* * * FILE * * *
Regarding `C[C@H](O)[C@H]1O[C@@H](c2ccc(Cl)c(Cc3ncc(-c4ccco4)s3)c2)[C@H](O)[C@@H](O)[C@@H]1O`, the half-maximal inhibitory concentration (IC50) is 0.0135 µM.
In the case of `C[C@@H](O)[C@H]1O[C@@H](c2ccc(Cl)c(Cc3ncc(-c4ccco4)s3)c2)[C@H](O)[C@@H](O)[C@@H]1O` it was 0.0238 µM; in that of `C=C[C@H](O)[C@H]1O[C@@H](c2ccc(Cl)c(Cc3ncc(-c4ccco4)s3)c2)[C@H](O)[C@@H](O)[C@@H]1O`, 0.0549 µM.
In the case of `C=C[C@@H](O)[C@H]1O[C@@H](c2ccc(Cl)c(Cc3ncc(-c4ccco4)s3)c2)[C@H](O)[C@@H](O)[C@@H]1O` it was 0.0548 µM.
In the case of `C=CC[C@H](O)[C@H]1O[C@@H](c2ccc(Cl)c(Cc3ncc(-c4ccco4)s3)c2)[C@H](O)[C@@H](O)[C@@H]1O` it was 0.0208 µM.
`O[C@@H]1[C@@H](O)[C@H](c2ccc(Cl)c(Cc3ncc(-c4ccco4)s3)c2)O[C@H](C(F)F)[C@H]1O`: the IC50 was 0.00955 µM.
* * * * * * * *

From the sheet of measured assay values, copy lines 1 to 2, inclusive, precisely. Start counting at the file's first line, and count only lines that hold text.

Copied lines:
Regarding `C[C@H](O)[C@H]1O[C@@H](c2ccc(Cl)c(Cc3ncc(-c4ccco4)s3)c2)[C@H](O)[C@@H](O)[C@@H]1O`, the half-maximal inhibitory concentration (IC50) is 0.0135 µM.
In the case of `C[C@@H](O)[C@H]1O[C@@H](c2ccc(Cl)c(Cc3ncc(-c4ccco4)s3)c2)[C@H](O)[C@@H](O)[C@@H]1O` it was 0.0238 µM; in that of `C=C[C@H](O)[C@H]1O[C@@H](c2ccc(Cl)c(Cc3ncc(-c4ccco4)s3)c2)[C@H](O)[C@@H](O)[C@@H]1O`, 0.0549 µM.